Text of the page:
A move up like that would not necessarily be that devastating for the Seahawks.
According to FootballPerspective’s updated trade value chart, it could be done simply by throwing in Seattle’s 90th overall pick in round three — I don’t agree with this. But I do think it provides a good point, which is that trade ups often cost less than you assume they would cost. In a class like this one, I could see the Seahawks or any team, getting to make such a jump at the cost of a second rounder or two thirds. What about an even bigger jump?
Let’s say that John Schneider is keen on even splashier move, like talking with the Tennessee Titans, who hold the Rams’ old pick at number five. The Titans would like to move down, they love adding more picks, and they don’t have a second rounder. If Tennessee isn’t in love with a player at five, what could a move down to 26 look like? This would be much costlier for Seattle and certainly includes the 58th overall pick. But it may look more similar to the 2008 deal than the 2011 deal for Julio.
Picks 26, 58, 90, and 106 could potentially get it done. The big question that I have not addressed yet: Why would the Seahawks do this?
We already know that Schneider and Carroll are pick-hounds, wanting to add quantity because they believe they are better than anyone else at finding quality. "More is better, depending on the draft," Schneider said on Monday. "It changes the way we try to strategize because you're not picking all the way through the draft."
They’d rather have 15 rookies who were ready to compete than eight rookies that included one hot-shot young gun. Schneider also said they’ve done a lot of homework on the players at the top of the draft, including the QBs, but says it’s only so they’re more aware of what team needs could be at the top of round two. However, perhaps along the line they did fall for a prospect. The narrative potentially changes after two early exits in the playoffs, both of which were mostly non-competitive losses. There may be only a handful of transcendent talents in the draft, however that doesn’t mean that Carroll and Schneider are necessarily okay going another year without one. They wouldn’t be jumping up into the top 10 just to get a player who was on par with what they could get at 26. So who would they be looking for?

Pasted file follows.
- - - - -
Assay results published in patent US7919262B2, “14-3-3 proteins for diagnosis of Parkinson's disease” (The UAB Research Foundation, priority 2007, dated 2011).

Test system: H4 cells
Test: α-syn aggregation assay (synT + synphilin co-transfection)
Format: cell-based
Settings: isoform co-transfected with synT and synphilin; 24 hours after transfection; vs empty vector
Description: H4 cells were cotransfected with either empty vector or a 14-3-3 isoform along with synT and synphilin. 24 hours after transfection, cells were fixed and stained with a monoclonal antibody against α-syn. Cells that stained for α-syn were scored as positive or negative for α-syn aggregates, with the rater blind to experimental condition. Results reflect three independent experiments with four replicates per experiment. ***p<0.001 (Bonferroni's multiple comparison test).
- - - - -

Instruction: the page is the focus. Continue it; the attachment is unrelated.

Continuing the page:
Garrett and Thomas look like they’ll be gone in the top three, so they’re likely out of Seattle’s range. Fournette could look fantastic with the Seahawks, but he could also be gone very early and would not be filling a very big need at this point. Of the previously mentioned four, Howard makes the most sense. He’s one of the most gifted prospects at tight end that we’ve ever seen. The team does not hide their desire to always have an elite player at tight end, first trying with Zach Miller and then going for Jimmy Graham. Howard could have the spotlight taken off of him for year one, and then Seattle could comfortably let Graham and his $10 million cap hit leave in 2018, likely receiving a third round comp in return.
The Titans are rumored to be locked in on either Howard or Marshon Lattimore at number five, but they could trade down, or end up passing on both. Either way, Howard or Lattimore, the draft’s top cornerback, likely make it out of the top five.
The Seahawks could also target a player outside of the top four listed earlier, like Lattimore, Garett Bolles, Forrest Lamp, or Jonathan Allen. Maybe they’d seem some new future at safety with Jamal Adams or Malik Hooker. Allen comes with concerns about his shoulder, but he could also end up being the best pass rusher in this draft and if he falls out of the top eight, a potential trade-up target. Rob wrote about why Allen could be a target here.
In general, I don’t think Schneider is usually on the phones looking to move up. I think him and Carroll are well aware that teams that trade up usually end up with the short end of the stick. I think it takes a perfect set of circumstances for a team to make a huge trade up and have it be a good decision from the onset. And I think that this could be a year where those circumstances do align.
First we need to see how the top four unfolds. Then who knows. The Seahawks have been aggressive in the past, just not in the first round. If they find that they can do it without mortgaging a ton in 2018 value — or if they happen to execute a Richard Sherman trade — then this might be the year for it.